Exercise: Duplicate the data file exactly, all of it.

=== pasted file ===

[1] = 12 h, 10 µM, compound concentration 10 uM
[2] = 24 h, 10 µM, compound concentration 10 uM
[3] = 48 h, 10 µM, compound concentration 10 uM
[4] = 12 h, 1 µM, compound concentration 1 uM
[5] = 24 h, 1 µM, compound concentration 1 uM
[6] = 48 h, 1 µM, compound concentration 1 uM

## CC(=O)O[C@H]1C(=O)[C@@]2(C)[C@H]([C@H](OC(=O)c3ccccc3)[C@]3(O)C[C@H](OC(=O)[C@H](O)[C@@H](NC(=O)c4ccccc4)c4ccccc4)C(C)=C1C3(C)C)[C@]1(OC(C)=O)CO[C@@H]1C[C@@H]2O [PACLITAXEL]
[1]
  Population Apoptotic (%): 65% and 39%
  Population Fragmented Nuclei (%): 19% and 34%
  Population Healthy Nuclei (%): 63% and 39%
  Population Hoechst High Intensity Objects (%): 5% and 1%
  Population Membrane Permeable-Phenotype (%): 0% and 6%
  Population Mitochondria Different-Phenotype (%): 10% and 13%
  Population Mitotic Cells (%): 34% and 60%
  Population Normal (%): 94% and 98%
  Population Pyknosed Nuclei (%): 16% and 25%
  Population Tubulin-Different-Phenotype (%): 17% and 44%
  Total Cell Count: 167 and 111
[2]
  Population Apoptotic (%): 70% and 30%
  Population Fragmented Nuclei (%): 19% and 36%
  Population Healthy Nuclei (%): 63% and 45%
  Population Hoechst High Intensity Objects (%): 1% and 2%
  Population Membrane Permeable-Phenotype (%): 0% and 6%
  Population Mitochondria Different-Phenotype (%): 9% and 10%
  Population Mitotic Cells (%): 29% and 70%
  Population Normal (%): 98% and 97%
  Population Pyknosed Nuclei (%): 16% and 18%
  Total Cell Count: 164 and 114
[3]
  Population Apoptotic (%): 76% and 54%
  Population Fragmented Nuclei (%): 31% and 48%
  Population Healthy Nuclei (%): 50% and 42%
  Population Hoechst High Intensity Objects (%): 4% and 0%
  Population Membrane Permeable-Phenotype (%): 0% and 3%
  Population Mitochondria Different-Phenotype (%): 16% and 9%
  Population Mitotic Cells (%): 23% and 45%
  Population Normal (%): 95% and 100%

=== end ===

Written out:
[1] = 12 h, 10 µM, compound concentration 10 uM
[2] = 24 h, 10 µM, compound concentration 10 uM
[3] = 48 h, 10 µM, compound concentration 10 uM
[4] = 12 h, 1 µM, compound concentration 1 uM
[5] = 24 h, 1 µM, compound concentration 1 uM
[6] = 48 h, 1 µM, compound concentration 1 uM

## CC(=O)O[C@H]1C(=O)[C@@]2(C)[C@H]([C@H](OC(=O)c3ccccc3)[C@]3(O)C[C@H](OC(=O)[C@H](O)[C@@H](NC(=O)c4ccccc4)c4ccccc4)C(C)=C1C3(C)C)[C@]1(OC(C)=O)CO[C@@H]1C[C@@H]2O [PACLITAXEL]
[1]
  Population Apoptotic (%): 65% and 39%
  Population Fragmented Nuclei (%): 19% and 34%
  Population Healthy Nuclei (%): 63% and 39%
  Population Hoechst High Intensity Objects (%): 5% and 1%
  Population Membrane Permeable-Phenotype (%): 0% and 6%
  Population Mitochondria Different-Phenotype (%): 10% and 13%
  Population Mitotic Cells (%): 34% and 60%
  Population Normal (%): 94% and 98%
  Population Pyknosed Nuclei (%): 16% and 25%
  Population Tubulin-Different-Phenotype (%): 17% and 44%
  Total Cell Count: 167 and 111
[2]
  Population Apoptotic (%): 70% and 30%
  Population Fragmented Nuclei (%): 19% and 36%
  Population Healthy Nuclei (%): 63% and 45%
  Population Hoechst High Intensity Objects (%): 1% and 2%
  Population Membrane Permeable-Phenotype (%): 0% and 6%
  Population Mitochondria Different-Phenotype (%): 9% and 10%
  Population Mitotic Cells (%): 29% and 70%
  Population Normal (%): 98% and 97%
  Population Pyknosed Nuclei (%): 16% and 18%
  Total Cell Count: 164 and 114
[3]
  Population Apoptotic (%): 76% and 54%
  Population Fragmented Nuclei (%): 31% and 48%
  Population Healthy Nuclei (%): 50% and 42%
  Population Hoechst High Intensity Objects (%): 4% and 0%
  Population Membrane Permeable-Phenotype (%): 0% and 3%
  Population Mitochondria Different-Phenotype (%): 16% and 9%
  Population Mitotic Cells (%): 23% and 45%
  Population Normal (%): 95% and 100%